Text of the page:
The theory of descriptions is the philosopher Bertrand Russell's most significant contribution to the philosophy of language. It is also known as Russell's Theory of Descriptions (commonly abbreviated as RTD). In short, Russell argued that the syntactic form of descriptions (phrases that took the form of "The aardvark" and "An aardvark") is misleading, as it does not correlate their logical and/or semantic architecture. While descriptions may seem fairly uncontroversial phrases, Russell argued that providing a satisfactory analysis of the linguistic and logical properties of a description is vital to clarity in important philosophical debates, particularly in semantic arguments, epistemology and metaphysics. It has been argued, for example, that RTD largely underpinned Russell's theory of sense-data.
Since the first development of the theory in Russell's 1905 paper "On Denoting", RTD has been hugely influential and well-received within the philosophy of language. However, it has not been without its critics. In particular, the philosophers P. F. Strawson and Keith Donnellan have given notable, well known criticisms of the theory. Most recently, RTD has been defended by various philosophers and even developed in promising ways to bring it into harmony with generative grammar in Noam Chomsky's sense, particularly by Stephen Neale. Such developments have themselves been criticized, and debate continues.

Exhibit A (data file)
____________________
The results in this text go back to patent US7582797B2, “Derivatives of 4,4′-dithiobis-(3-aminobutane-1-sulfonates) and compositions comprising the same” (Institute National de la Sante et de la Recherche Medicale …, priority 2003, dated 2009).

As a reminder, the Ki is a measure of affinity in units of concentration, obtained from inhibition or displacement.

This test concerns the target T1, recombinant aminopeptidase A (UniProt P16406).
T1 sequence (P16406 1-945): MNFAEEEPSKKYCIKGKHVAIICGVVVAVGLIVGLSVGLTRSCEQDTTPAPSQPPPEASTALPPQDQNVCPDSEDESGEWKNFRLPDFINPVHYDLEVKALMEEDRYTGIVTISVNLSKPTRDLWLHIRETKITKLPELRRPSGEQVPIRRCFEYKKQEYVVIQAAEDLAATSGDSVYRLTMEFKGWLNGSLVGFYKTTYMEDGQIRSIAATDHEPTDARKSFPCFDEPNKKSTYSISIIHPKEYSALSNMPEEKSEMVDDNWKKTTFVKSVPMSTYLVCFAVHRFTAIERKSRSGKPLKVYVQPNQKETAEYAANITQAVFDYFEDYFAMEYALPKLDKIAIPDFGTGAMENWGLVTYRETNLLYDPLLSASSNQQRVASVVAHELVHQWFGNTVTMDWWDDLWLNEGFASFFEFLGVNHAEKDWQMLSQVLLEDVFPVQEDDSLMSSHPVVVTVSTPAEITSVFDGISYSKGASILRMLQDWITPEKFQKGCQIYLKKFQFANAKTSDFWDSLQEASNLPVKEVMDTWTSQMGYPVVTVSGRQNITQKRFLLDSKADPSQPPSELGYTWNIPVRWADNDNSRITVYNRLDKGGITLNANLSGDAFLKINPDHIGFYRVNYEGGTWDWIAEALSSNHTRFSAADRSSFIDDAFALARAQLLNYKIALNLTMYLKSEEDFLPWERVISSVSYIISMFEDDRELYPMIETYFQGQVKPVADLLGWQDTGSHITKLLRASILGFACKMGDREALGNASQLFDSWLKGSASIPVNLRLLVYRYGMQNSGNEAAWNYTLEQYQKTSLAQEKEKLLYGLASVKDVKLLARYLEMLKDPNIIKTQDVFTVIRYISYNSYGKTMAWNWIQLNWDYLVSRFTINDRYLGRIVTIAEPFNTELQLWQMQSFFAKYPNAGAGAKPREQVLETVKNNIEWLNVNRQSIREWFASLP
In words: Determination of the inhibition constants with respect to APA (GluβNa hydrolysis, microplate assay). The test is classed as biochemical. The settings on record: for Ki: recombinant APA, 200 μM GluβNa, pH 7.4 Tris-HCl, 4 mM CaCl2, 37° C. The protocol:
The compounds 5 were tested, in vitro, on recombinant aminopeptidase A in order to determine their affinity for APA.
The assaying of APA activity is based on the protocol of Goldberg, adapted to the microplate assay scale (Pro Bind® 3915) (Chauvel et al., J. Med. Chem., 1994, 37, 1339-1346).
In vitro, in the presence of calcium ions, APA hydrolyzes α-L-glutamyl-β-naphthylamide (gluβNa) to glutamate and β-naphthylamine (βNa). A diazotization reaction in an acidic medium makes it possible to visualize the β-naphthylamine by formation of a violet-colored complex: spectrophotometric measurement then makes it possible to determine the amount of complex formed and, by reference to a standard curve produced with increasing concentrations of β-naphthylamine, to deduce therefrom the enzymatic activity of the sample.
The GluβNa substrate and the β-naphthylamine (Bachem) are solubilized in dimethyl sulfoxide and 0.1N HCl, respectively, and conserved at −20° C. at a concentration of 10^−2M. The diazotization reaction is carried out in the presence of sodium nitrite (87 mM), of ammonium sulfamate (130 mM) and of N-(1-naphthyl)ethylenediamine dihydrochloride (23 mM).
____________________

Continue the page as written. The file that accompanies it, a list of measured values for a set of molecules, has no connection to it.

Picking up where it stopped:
Other articles related to "theory of descriptions, descriptions":
... Kripke defends Russell's analysis of definite descriptions, and argues that Donnellan does not adequately distinguish meaning from use, or, speaker's meaning from sentence meaning ...
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